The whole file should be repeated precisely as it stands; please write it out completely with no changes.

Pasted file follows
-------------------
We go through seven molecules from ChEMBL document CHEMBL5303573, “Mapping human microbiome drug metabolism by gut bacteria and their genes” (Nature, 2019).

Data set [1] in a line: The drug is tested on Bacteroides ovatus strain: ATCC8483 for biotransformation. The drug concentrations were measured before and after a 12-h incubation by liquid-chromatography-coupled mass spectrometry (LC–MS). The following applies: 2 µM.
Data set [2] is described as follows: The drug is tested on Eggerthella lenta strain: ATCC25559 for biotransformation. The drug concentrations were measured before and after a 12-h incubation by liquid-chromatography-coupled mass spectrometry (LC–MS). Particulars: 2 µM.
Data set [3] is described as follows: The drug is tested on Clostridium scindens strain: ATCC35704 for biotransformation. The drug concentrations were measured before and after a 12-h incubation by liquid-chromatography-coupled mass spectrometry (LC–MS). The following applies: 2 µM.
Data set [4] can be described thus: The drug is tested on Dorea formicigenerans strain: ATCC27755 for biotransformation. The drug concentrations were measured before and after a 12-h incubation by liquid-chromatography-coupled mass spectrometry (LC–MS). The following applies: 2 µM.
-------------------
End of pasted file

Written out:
We go through seven molecules from ChEMBL document CHEMBL5303573, “Mapping human microbiome drug metabolism by gut bacteria and their genes” (Nature, 2019).

Data set [1] in a line: The drug is tested on Bacteroides ovatus strain: ATCC8483 for biotransformation. The drug concentrations were measured before and after a 12-h incubation by liquid-chromatography-coupled mass spectrometry (LC–MS). The following applies: 2 µM.
Data set [2] is described as follows: The drug is tested on Eggerthella lenta strain: ATCC25559 for biotransformation. The drug concentrations were measured before and after a 12-h incubation by liquid-chromatography-coupled mass spectrometry (LC–MS). Particulars: 2 µM.
Data set [3] is described as follows: The drug is tested on Clostridium scindens strain: ATCC35704 for biotransformation. The drug concentrations were measured before and after a 12-h incubation by liquid-chromatography-coupled mass spectrometry (LC–MS). The following applies: 2 µM.
Data set [4] can be described thus: The drug is tested on Dorea formicigenerans strain: ATCC27755 for biotransformation. The drug concentrations were measured before and after a 12-h incubation by liquid-chromatography-coupled mass spectrometry (LC–MS). The following applies: 2 µM.